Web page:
Communication between cousin components - two-way binding vs. unidirectional?


#1

Trying to find best practices for a component relationship I see a lot in my apps: cousin components that are backed by the same models, where there is a one-to-many relationship between the shared ancestor component and each cousin. E.g.

                 ancestor-component
                         |
             +-----------+------------+
             v                        v
          parent1                  parent2
             +                        +
    +----------------+       +----------------+
    v        v       v       v        v       v
cousinA   cousinB  cousinC cousinA  cousinB  cousinC


Each set of siblings represent a different visualization of the data. Cousins A are backed by the same data, cousins B likewise, etc. I’m looking for best practices in ways to sync the visual state of cousins. E.g. hover on one cousin, and the effect is registered on it’s corresponding cousin.

I’ve found two general patterns: two-way binding using the model, and unidirectional using the data-down, actions-up pattern. E.g., to have corresponding cousin components enter a hover state when either is hovered on:

  1. two-way binding Ember Twiddle
// register an isHoverState on the model
export default Ember.Component.extend({
  classNames: ['child-one'],
  classNameBindings: ['model.isHoverState:hover'],
  
  announceHoverState: Ember.observer('model.isHoverState', function() {
      console.log('cousins hovered:', this.get('model.id'));
  }),
  
  mouseEnter() {
    this.set('model.isHoverState', true);
  },
  
  mouseLeave() {
    this.set('model.isHoverState', false);
  }
});
  1. data down/actions up Ember Twiddle
// send mouseEnter/Leave actions up to the shared ancestor component, 
// and a childOne/TwoHover property down to the other parent component
  // (see the twiddle for all the code)
export default Ember.Component.extend({
  classNames: ['child-two'],
  classNameBindings: ['cousinIsHover:hover', 'selfIsHover:hover'],
  
  cousinIsHover: Ember.computed('childOneHover', function() {
    return this.get('childOneHover') === this.get('model');
  }),
  
  announceCousinHover: Ember.observer('childOneHover', function() {
    if (this.get('childOneHover') === this.get('model')) {
      console.log('cousins hovered:', this.get('model.id'));
    }
  }),
  
  mouseEnter() {
    this.sendAction('mouseEntered', this.get('model'));
    this.set('selfIsHover', true);
  },
  
  mouseLeave() {
    this.sendAction('mouseLeft', this.get('model'));
    this.set('selfIsHover', false);
  }
});

I have some early observations about the pros and cons of each approach, but I wanted to know if anyone who has spent more time in the Ember space (I’m going on two months here), has any input on best practices, antipatterns, or other approaches I didn’t consider here.

Initial thoughts:

two-way binding via model

  • takes ~1/2 the lines of code, and is simpler in some ways to reason about
  • requires you to store view state on the model (bad?)
  • it’s not possible to tell which cousin component set the state (bad?)

unidirectional flow

  • requires a lot more code, particularly with a deep component hierarchy from ancestor to cousin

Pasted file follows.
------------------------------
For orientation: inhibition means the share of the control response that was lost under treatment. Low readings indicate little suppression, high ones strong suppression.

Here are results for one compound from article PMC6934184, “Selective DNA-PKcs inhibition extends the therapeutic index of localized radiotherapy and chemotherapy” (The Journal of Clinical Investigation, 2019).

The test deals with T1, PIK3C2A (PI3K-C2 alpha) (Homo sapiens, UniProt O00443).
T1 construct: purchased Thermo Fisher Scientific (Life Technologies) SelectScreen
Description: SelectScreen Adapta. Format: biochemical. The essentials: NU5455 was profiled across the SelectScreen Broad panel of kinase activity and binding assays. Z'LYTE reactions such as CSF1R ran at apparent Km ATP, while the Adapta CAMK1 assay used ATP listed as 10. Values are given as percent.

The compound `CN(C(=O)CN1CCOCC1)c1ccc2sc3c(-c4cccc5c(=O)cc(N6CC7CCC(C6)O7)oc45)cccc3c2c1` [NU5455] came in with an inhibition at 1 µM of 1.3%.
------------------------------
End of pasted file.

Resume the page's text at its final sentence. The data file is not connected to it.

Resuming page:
• the component signatures become a lot longer as the number of possible states increases (b/c you are passing down more data, and up more actions)
  • I don’t like having to pass the childOneHover model down to all child-two components (and childTwoHover model to all child-one components), and compare it against it’s own model to make sure it’s a match.
  • it is possible to tell which cousin initiated the state change, and thus manage reactions to state change in a much more detailed way. (very good)
  • its dependencies are more explicit, and thus easier to test. (very good)

Any thoughts/feedback? Hope this isn’t too general (it’s very specific to a number of cases I’m working on, but maybe not for others?)


#2

requires you to store view state on the model (bad?)

Bad. There are lots of reasons for that, but a few examples should be enough: what if you reload the model from the server? Or if you clone a model for some reason?

Model is for permanent data, not for transient state.

There is a better pattern: move your state into a state service. I believe there are a few examples on this very forum, and I know for sure I read a blog post on that subject a few months ago.

There is also https://github.com/stefanpenner/ember-state-services that provides an implementation of the concept that’s lightweight yet powerful, I recommend you have a look: even if you don’t use it, it will give you ideas on how to do this kind of things.

If your components need to exchange events instead of/in addition to states, you could also check http://www.thesoftwaresimpleton.com/blog/2015/04/27/event-bus/


#3

Yeah, a state-service would definitely be an improvement over simply storing the state on the model. A pub/sub service works as well, though it’s a little more unruly–potentially allowing anything to modify the state of anything else. Both are essentially a ‘two-way binding’ strategy, though, yes? And both introduce implicit dependencies (the first on the model, the second on the component), and make testing a little bit harder.

The above is not necessarily bad, but it does seem to go against the ‘data-down/actions-up’ unidirectional strategy that is at the heart of Ember 2.x.

But the unidirectional strategy brings its own drawbacks, so I guess I should just pick my poison.